03 May 2009

Vicia faba – Fava Bean

The fava bean hypnotizes me with its early spring green growth. Its thick, almost waxy leaves push through the soil when I'm still only dreaming about my warm weather green beans. Very cold hardy, fava beans originated in the Mediterranean basin and, before the introduction of our common bean (Phaseolus vulgaris) by post-Columban explorers, they were the main bean eaten in Europe, the Mediterranean basin, and central Asia. Varieties range from the small, almost pea-like favas known as 'tick beans" to the large-seeded varieties known well in England and Italy as broad beans or horse beans. In Italy and the southern Mediterranean a disease known as favism affects a small percentage of the population: eating even a small amount causes serious illness.

So here we are in late April (it's turned to May since I wrote this!) and my fava beans were planted a few weeks ago on a nice warm Saturday. A few rains in the meanwhile have warmed up the soil and given the seeds the moisture they need to germinate. As usual, I wish I had more in the ground, but living in town and having only a small garden, my spring favorites – fava beans, arugula, and spinach – have to share the space with soon-to-be planted summer things. Some years ago I obtained a small sample of a southern Italian fava bean, and I neglected to plant them. Last month when I looked at my seeds I knew I had to get this variety in the ground or I'd lose it Seeds tend to be viable for a few years longer than seed packets let on (I've successfully planted 5-6 year old seed) and these seeds were about five years old. From my sample of 20-25 seeds six plants are up and growing. If they do well, there will be enough to save seed from, and I'll have another small supply for planting next year. If next year's planting goes well, I'll have enough seed the following year to eat a few of them. But for now, I have to help these six plants along because I don't know if anyone else in the United States has this particular variety.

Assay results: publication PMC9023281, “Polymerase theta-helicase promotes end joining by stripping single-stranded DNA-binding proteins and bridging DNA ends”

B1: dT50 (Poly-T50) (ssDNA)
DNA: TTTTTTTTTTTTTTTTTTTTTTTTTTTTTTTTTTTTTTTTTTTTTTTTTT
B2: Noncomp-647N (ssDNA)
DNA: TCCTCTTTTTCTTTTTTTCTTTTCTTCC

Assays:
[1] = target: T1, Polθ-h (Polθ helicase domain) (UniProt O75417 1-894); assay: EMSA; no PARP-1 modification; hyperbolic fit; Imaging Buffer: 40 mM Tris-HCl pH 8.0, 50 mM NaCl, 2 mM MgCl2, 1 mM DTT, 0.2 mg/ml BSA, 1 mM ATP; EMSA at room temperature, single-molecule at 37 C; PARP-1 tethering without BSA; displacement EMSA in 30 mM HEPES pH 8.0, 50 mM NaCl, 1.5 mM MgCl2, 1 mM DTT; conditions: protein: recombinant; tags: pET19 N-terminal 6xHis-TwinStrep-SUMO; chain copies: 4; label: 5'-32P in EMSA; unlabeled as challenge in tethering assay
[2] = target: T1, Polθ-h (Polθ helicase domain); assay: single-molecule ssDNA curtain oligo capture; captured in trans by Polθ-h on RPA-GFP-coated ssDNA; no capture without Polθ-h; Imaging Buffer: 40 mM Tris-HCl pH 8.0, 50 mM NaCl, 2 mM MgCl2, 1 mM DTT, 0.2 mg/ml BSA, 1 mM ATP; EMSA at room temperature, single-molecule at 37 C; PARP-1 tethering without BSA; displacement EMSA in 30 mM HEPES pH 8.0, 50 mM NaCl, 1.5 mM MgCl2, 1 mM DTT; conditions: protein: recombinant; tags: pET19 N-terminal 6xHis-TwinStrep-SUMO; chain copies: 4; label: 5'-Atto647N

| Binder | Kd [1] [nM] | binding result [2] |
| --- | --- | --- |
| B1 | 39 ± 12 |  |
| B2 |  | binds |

The challenge with fava beans in Minnesota is that our spring is so short. Favas prefer cool weather and their flowers abort in warm weather. The trick is to get the seeds in the ground as early as you can so that they flower before our summer heat scorches them. Additionally, aphids like fava beans a lot and the seeds need to be developing before aphids come along, or the plants can succumb to their attacks.


  1. We've been harvesting fava beans the last week or so from our plants here in northern California. I planted the seeds last December. They are amazing plant! The seeds I planted were brought back from the Azores by an elderly neighbor, or so the story goes. The pods are getting so huge --about 9 to 10 inches long now! Peeling them and then blanching the beans themselves to remove the covering is a lot of work, but the beans sure are tasty cooked with garlic and olive oil--we have been smashing them up a bit after cooking and eating them on slices of french bread.

  2. That's a delicious way to eat fava beans!